The Astros have some significant decisions to make leading up to the July 31 trade deadline. The course they take over the next 10 days could alter the direction that the franchise heads in—either way, that R word no fan base likes to hear will be used, but the length of time the Astros and their fans have to suffer can be lessened significantly.

General manager Ed Wade has a chance to be the Houston Astros' personal Hari Seldon. If he deals Roy Oswalt, Lance Berkman, and Brett Myers for pieces they can use in the future, Houston's Dark Age (which it is already in the midst of) will be much shorter than if they are left to build entirely from within. We're not talking the difference between 1,000 years and 30,000, but there is a difference between a five-year plan and a Pittsburgh Pirates-esque fall into the under-.500 abyss that could ultimately last much longer.

We'll focus more on the future of the franchise in another piece this week, but for now, the spotlight is on what to do with Oswalt, Berkman, and Myers. All three are under contract through 2011 (Berkman and Myers have options—Berkman has a team option with a $2 million buyout, Myers a mutual option with a $2 million buyout) and Oswalt has an option for 2012 with a $2 million buyout. None of these three players will be around in their current useful capacity by the time the Astros are relevant for something other than mean-spirited tweeting and blog posts about their awful offense.

The word leaked by a multitude of rumor sites and reporters is that Astros owner Drayton McLane will settle for nothing less than Oswalt's contract (1) paid in full by the team receiving him and (2) top prospects. The chances of a team meeting both of those demands are slim, as no one with the prospects to give up is going to pay the remainder of Oswalt's 2010 salary as well as an additional $18-32 million (depending on whether his option is picked up or bought out) alongside dishing out top-ranked talent to acquire him. Oswalt is considered a face of the franchise alongside Berkman, which is all well and good except that they are essentially the kings of nothing in Houston, and keeping them to front a team going nowhere is in the best interest of nobody.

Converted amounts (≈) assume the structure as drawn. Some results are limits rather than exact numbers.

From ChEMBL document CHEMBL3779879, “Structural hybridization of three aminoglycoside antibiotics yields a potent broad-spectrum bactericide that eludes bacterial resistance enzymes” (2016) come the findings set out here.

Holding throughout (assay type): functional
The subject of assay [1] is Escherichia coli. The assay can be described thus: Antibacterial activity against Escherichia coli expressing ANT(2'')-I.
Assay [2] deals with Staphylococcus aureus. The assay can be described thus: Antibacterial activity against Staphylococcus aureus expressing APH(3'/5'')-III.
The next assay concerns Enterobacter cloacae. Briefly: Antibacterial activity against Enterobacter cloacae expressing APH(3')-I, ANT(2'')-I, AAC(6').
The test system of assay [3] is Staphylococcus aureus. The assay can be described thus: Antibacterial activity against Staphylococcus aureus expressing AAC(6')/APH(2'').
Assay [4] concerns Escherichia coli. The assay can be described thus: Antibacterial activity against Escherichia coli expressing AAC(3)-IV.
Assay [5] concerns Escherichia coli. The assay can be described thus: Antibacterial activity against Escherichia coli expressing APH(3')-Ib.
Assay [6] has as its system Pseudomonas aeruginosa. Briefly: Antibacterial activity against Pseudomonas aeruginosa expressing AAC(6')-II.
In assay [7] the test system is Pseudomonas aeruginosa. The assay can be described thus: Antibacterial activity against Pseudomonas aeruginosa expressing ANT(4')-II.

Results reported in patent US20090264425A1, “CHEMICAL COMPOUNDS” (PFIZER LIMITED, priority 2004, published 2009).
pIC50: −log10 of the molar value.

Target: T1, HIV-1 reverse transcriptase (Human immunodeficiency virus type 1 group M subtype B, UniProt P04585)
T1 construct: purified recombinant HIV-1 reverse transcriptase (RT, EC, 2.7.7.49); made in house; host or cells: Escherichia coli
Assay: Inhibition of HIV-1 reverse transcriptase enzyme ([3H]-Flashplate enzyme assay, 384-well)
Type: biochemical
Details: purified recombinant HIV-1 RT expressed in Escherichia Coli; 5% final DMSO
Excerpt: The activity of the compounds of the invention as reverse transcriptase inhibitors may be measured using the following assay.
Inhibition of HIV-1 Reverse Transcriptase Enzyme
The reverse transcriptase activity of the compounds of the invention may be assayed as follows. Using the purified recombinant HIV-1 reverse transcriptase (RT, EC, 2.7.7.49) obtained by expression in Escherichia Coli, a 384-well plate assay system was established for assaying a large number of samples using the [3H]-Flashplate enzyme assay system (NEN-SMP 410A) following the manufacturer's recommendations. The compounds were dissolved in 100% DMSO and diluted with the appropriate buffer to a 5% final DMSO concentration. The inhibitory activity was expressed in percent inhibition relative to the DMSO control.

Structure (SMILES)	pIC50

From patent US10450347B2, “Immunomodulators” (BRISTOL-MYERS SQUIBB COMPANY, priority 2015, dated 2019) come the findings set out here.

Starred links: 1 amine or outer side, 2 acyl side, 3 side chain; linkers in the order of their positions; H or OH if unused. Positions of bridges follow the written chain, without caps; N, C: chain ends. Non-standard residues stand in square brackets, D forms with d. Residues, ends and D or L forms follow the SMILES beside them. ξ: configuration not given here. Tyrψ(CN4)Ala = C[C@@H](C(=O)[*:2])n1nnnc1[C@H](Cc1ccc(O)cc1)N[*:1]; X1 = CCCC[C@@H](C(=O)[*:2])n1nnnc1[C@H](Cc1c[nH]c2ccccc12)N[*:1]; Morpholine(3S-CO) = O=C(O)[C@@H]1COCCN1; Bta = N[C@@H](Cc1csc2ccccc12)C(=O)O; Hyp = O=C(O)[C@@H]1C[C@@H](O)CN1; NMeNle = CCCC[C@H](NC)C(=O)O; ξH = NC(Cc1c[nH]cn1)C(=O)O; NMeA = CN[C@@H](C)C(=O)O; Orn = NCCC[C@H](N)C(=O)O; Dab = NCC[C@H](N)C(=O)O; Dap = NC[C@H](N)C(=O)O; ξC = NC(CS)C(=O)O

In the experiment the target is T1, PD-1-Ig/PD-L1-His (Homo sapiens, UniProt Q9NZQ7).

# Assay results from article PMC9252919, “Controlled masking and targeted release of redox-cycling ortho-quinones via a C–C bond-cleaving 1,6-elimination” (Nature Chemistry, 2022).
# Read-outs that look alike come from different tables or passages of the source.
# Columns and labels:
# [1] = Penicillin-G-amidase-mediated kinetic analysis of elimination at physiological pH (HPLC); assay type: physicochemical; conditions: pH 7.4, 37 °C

Oswalt has the potential to bring Houston prospects that are close to the major-league level, which is not something they have had of late. Jason Castro, their No. 2 prospect (and one of just two four-star prospects in the organization according to Kevin Goldstein) is in the majors now, but their next-best talent, pitcher Jordan Lyles, is in Double-A and was a 2008 supplemental draft pick. The rest of their prospects won't see the majors for years. Organizational depth remains an issue that needs fixing, and although the system is healthier the further down you go, it has not improved enough to be anything but one of the worst farm systems in baseball. Dealing Oswalt allows them to make up for draft mistakes of the past, as they can take another team's talent to fill holes in their own system.

The way they are offering Oswalt up now is not going to work, though—it's just not an attractive offer, especially when you consider many suitors are in the American League. White Sox general manager Kenny Williams has already shown he is hesitant to go after Oswalt given the difference between the leagues and the price tag (it's possible Williams is still a bit gun shy after sending four pitchers to the Padres for Jake Peavy). The way to make Oswalt a more viable trade piece, one that will do the most good for the Astros in the long run, is to eat his entire guaranteed salary, including the buyout on the option, and ask for prospects alone in return.